Once the excitement subsided I went off on a solo quest to explore some more of the rocks and stream and waterfalls. Climbing over boulders, logs, and trying to stick to the trail I heard what sounded like Niagara falls in a secluded portion of the stream, after climbing a large boulder for a better look I realized I had interrupted a couples romantic interlude. I hadn't even seen them below in the shadows and I am sure they saw and heard me first whistling and going about my happy camping way complete ignorant of the situation. Once I was down and realized the interruption-it was basically too late as I was already almost all the way down to the base of the falls. Good times. Later found out they were from Oceanside and it was their first trip to Cuyamaca as well. I was sad I didn't have my camera so I could have taken their picture and posted it here. "Pardon me, would you mind if I take your picture for my blog where I can go into great detail of my interrupting of your romantic interlude?"
|One of the wonderful falls|
Back to the site we went with the rest of the night featuring....
The box wine the wife brought had absorbed the ice water like a sponge which meant the cooler was filled with a large blob of wine bag and bits of cardboard floating about.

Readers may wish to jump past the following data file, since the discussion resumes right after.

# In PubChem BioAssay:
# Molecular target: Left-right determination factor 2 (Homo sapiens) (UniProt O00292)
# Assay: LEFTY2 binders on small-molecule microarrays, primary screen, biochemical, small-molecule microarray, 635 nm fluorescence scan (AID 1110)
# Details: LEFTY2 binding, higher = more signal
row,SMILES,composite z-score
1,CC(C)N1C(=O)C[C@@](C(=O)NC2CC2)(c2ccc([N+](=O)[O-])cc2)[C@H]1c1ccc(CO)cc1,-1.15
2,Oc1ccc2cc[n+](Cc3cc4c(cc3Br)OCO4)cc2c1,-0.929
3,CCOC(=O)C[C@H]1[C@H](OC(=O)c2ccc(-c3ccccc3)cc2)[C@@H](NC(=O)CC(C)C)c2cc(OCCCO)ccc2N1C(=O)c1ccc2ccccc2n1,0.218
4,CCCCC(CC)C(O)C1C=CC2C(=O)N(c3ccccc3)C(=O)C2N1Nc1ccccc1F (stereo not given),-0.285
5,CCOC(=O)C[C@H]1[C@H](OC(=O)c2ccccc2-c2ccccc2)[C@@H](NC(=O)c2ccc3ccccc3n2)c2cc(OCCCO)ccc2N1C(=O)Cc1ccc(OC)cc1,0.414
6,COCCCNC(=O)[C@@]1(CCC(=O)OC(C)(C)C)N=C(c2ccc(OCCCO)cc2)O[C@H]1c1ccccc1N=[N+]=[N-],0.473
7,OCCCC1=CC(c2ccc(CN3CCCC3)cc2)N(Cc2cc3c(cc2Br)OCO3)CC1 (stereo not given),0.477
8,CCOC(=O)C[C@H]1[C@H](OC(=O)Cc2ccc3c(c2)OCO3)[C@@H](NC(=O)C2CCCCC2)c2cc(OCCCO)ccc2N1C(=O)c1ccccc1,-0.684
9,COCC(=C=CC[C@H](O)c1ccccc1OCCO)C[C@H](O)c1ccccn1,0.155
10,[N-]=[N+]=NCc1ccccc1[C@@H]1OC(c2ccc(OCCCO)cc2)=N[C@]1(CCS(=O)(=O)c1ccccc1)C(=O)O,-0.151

Cooking fajitas over the campfire with my cast iron skillet that I was fortunate enough to bring. The Cast Iron skillet will now be a permanent staple for our camping supplies simply for use as a stove top.
We placed the iron skillet over the fire and pan inside the skillet. If you wonder why-cookware on an open fire results in a black coating of soot that will forever permeate the bottom of the pan as well as sticking to your fingers and clothing. Nothing a wife loves more the using the cookware over the campfire.
Finding a huge chunk of firewood we through in the fire pit to which Thuc's son Daryn started affectionately referring to as “Big Mama.”
Realizing that Smores was the worst camp food- who came up with the idea that a sticky flaming marshmallow between two crumbling graham crackers and dark staining chocolate bars was the best choice to give kids before bed?
Pt 2 Can be found here....
Cuyamaca Day 2
Cuyamaca Day 2